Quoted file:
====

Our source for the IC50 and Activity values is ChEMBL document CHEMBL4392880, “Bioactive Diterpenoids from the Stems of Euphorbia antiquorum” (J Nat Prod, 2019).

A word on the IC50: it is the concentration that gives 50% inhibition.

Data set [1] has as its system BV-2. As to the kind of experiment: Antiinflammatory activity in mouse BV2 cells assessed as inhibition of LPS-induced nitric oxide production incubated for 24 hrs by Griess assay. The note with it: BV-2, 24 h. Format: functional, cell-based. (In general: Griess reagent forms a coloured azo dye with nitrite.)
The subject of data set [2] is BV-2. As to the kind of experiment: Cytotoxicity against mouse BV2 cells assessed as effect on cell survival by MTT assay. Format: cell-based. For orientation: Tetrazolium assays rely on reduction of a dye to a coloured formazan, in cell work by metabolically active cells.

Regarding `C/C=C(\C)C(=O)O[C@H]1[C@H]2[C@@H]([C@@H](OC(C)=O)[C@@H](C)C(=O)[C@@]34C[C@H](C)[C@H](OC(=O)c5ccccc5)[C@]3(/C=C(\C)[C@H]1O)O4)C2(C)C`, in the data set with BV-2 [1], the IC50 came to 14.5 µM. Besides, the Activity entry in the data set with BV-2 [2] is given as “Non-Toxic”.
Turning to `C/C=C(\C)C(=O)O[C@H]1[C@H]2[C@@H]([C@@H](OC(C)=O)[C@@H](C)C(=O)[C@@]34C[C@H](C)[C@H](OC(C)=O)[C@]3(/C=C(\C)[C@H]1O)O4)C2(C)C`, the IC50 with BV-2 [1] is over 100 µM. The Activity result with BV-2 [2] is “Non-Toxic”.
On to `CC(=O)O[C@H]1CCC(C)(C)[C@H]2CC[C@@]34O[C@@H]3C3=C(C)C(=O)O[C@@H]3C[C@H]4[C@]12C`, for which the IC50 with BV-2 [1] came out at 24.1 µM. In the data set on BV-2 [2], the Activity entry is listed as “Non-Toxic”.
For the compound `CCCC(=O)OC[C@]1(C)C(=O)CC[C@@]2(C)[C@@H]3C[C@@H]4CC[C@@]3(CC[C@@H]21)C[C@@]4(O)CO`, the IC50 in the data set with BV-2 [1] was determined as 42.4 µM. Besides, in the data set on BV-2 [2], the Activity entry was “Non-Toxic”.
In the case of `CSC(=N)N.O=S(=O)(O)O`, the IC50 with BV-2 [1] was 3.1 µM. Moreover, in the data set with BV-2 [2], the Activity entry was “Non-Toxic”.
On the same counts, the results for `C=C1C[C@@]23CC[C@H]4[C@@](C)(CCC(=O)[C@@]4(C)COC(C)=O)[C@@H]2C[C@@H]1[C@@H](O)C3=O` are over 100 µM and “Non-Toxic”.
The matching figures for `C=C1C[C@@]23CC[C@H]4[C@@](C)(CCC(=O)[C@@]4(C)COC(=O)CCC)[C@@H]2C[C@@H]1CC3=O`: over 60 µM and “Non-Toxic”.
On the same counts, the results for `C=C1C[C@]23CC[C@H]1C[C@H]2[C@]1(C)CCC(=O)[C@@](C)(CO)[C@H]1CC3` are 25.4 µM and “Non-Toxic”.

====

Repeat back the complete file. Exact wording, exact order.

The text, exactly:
Our source for the IC50 and Activity values is ChEMBL document CHEMBL4392880, “Bioactive Diterpenoids from the Stems of Euphorbia antiquorum” (J Nat Prod, 2019).

A word on the IC50: it is the concentration that gives 50% inhibition.

Data set [1] has as its system BV-2. As to the kind of experiment: Antiinflammatory activity in mouse BV2 cells assessed as inhibition of LPS-induced nitric oxide production incubated for 24 hrs by Griess assay. The note with it: BV-2, 24 h. Format: functional, cell-based. (In general: Griess reagent forms a coloured azo dye with nitrite.)
The subject of data set [2] is BV-2. As to the kind of experiment: Cytotoxicity against mouse BV2 cells assessed as effect on cell survival by MTT assay. Format: cell-based. For orientation: Tetrazolium assays rely on reduction of a dye to a coloured formazan, in cell work by metabolically active cells.

Regarding `C/C=C(\C)C(=O)O[C@H]1[C@H]2[C@@H]([C@@H](OC(C)=O)[C@@H](C)C(=O)[C@@]34C[C@H](C)[C@H](OC(=O)c5ccccc5)[C@]3(/C=C(\C)[C@H]1O)O4)C2(C)C`, in the data set with BV-2 [1], the IC50 came to 14.5 µM. Besides, the Activity entry in the data set with BV-2 [2] is given as “Non-Toxic”.
Turning to `C/C=C(\C)C(=O)O[C@H]1[C@H]2[C@@H]([C@@H](OC(C)=O)[C@@H](C)C(=O)[C@@]34C[C@H](C)[C@H](OC(C)=O)[C@]3(/C=C(\C)[C@H]1O)O4)C2(C)C`, the IC50 with BV-2 [1] is over 100 µM. The Activity result with BV-2 [2] is “Non-Toxic”.
On to `CC(=O)O[C@H]1CCC(C)(C)[C@H]2CC[C@@]34O[C@@H]3C3=C(C)C(=O)O[C@@H]3C[C@H]4[C@]12C`, for which the IC50 with BV-2 [1] came out at 24.1 µM. In the data set on BV-2 [2], the Activity entry is listed as “Non-Toxic”.
For the compound `CCCC(=O)OC[C@]1(C)C(=O)CC[C@@]2(C)[C@@H]3C[C@@H]4CC[C@@]3(CC[C@@H]21)C[C@@]4(O)CO`, the IC50 in the data set with BV-2 [1] was determined as 42.4 µM. Besides, in the data set on BV-2 [2], the Activity entry was “Non-Toxic”.
In the case of `CSC(=N)N.O=S(=O)(O)O`, the IC50 with BV-2 [1] was 3.1 µM. Moreover, in the data set with BV-2 [2], the Activity entry was “Non-Toxic”.
On the same counts, the results for `C=C1C[C@@]23CC[C@H]4[C@@](C)(CCC(=O)[C@@]4(C)COC(C)=O)[C@@H]2C[C@@H]1[C@@H](O)C3=O` are over 100 µM and “Non-Toxic”.
The matching figures for `C=C1C[C@@]23CC[C@H]4[C@@](C)(CCC(=O)[C@@]4(C)COC(=O)CCC)[C@@H]2C[C@@H]1CC3=O`: over 60 µM and “Non-Toxic”.
On the same counts, the results for `C=C1C[C@]23CC[C@H]1C[C@H]2[C@]1(C)CCC(=O)[C@@](C)(CO)[C@H]1CC3` are 25.4 µM and “Non-Toxic”.